Great potential, but a long way to go

A graphic displaying an urban city environment with vehicles on the streets from bikes, buses to cars and train.

Market research conducted by Google & Kantar TNS shows that some Germans are regularly using different mobility solutions, but the majority are hesitant. The study gives insight into why this is.

Google's infographic title “Mobility in large cities.”

To get a deeper understanding of how Germans are using and switching between different mobility options, Google and Kantar TNS ran a survey in 2019 asking Germans living in major cities about their mobility needs and behaviors.

Unsurprisingly, the results show that users are multi-modal. More than three different modes of transportation were used on average by the respondents, but the majority (three out of four) still rely heavily on their personal car. This fact is also supported by recent data released by the Kraftfahrtsbundesamt showing increased car ownership in Germany in 2019.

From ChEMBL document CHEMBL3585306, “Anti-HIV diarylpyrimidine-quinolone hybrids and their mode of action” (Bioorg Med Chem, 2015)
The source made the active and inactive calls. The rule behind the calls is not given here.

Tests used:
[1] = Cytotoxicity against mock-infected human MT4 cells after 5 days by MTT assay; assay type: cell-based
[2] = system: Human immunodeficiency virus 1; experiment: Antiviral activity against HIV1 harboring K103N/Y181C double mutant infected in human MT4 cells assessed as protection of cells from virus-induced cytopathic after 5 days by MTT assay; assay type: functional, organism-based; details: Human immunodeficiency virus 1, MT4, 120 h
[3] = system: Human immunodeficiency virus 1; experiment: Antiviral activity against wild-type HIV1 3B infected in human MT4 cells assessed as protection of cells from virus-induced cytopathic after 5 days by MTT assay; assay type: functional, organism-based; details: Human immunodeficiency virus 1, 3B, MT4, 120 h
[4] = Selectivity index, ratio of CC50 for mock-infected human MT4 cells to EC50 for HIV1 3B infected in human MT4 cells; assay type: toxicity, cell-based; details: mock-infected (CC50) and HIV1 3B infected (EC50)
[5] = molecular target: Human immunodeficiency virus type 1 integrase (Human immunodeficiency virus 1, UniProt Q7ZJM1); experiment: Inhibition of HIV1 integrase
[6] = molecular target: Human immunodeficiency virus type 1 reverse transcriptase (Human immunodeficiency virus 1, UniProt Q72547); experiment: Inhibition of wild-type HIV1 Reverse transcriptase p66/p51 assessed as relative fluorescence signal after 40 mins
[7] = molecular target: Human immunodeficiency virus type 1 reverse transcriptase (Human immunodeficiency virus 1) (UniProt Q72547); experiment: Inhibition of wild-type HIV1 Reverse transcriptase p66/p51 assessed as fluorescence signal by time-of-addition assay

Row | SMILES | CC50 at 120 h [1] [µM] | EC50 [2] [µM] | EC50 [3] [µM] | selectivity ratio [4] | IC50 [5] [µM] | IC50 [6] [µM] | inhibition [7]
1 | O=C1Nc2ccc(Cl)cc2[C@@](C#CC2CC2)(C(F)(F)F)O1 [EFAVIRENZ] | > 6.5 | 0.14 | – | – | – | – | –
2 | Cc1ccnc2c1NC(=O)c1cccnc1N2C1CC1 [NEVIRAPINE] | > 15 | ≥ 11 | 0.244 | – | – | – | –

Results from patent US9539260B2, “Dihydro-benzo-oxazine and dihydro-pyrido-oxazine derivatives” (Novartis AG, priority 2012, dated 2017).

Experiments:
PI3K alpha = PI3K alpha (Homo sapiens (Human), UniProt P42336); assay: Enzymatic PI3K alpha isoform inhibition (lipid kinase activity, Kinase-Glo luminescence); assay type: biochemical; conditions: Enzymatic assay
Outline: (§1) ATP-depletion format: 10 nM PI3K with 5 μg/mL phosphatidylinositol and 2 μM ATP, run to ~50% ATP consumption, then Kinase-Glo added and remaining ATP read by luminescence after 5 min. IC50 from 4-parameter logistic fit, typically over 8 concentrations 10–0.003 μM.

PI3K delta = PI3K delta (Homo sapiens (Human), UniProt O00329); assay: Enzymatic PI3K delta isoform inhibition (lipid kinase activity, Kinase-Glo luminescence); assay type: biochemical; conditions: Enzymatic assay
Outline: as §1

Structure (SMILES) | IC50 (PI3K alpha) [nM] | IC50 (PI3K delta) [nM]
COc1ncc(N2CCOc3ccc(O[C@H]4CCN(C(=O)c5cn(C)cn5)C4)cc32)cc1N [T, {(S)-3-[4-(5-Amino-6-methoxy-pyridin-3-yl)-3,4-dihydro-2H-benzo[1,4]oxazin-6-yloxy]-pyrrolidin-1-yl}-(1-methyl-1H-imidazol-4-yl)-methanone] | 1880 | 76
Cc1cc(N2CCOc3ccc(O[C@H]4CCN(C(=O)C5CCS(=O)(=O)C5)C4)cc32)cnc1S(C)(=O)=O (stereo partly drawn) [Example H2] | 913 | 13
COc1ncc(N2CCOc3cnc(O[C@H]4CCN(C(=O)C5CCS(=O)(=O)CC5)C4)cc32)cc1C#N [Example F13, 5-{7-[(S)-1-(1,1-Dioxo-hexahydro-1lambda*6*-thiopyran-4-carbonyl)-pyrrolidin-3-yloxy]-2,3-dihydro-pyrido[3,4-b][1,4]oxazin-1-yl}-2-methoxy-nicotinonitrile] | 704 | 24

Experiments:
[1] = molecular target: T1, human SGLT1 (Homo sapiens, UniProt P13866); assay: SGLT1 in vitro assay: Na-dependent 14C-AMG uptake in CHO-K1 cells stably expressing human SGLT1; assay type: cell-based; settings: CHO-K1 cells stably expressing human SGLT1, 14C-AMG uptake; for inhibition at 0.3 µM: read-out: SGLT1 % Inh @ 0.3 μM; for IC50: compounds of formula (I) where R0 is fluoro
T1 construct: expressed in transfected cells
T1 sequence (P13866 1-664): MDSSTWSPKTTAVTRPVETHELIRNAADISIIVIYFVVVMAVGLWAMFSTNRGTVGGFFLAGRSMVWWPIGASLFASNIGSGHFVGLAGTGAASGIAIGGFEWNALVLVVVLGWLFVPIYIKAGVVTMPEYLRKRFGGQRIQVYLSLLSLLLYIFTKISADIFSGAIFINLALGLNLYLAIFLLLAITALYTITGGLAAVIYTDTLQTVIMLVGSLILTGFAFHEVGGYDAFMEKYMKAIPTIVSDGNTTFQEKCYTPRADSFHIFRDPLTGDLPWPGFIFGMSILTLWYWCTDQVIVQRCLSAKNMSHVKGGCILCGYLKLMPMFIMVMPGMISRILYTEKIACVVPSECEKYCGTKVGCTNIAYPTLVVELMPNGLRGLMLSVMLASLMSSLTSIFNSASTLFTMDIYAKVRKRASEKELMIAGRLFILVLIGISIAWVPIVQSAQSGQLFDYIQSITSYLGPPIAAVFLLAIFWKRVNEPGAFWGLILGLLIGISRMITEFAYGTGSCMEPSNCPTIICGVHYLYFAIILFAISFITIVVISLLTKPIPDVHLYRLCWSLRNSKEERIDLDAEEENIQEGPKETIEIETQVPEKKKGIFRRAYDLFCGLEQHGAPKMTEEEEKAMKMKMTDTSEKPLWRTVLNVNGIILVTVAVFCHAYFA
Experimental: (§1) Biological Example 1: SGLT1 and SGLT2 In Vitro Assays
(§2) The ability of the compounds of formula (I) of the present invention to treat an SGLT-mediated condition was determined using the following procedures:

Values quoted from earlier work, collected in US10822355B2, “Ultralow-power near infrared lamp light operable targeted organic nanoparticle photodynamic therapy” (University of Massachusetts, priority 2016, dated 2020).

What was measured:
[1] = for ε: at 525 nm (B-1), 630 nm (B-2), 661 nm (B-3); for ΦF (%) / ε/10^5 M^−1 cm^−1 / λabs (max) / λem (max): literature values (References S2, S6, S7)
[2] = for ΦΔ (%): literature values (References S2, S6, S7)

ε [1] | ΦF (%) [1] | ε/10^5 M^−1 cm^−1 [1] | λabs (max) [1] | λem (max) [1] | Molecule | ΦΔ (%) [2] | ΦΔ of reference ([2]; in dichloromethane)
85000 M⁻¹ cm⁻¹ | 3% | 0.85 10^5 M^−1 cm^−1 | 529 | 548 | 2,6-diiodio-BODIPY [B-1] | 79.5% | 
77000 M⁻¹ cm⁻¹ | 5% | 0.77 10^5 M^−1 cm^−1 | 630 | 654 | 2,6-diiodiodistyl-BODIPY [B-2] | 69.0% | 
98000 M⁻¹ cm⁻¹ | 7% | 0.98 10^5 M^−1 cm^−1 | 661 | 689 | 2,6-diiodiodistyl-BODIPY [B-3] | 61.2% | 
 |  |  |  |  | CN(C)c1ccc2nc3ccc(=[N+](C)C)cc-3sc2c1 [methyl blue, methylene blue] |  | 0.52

Interestingly, the same data indicates that the reverse trend can be seen in some major cities like Berlin and Frankfurt. This fact, paired with the study results, does show that there is a mobility revolution happening, but it is only happening in a few distinct places and for small user groups. For example, while only every tenth respondent is using carsharing, at least a third of all Germans are keen to use it in the future. The use of micromobility services is also expected to grow threefold.

So Germans are becoming more open and flexible towards new mobility solutions, but why are they still relying on their personal car?

According to the study, services like taxis and rental cars are seen as too expensive, while carsharing and newer mobility services are regarded as too complex, or they are just not in the relevant set of the respondents.

The combination of all these services offers the flexibility and availability expected, but connectivity between the services is often not present. Unsurprisingly, this is where many players in the mobility market are putting in their effort. And there is a prize to be won, as most respondents stated that they are not willing to put in extra effort to switch between providers just to get a better rate. Gaining loyalty is the name of the game.

Background information: The target group of this research were people over the age of 18 living in large cities (over 100,000 inhabitants) in Germany. The mobility behavior of the last 12 months was surveyed.

The study and more insights can be found on the Think with Google website here.

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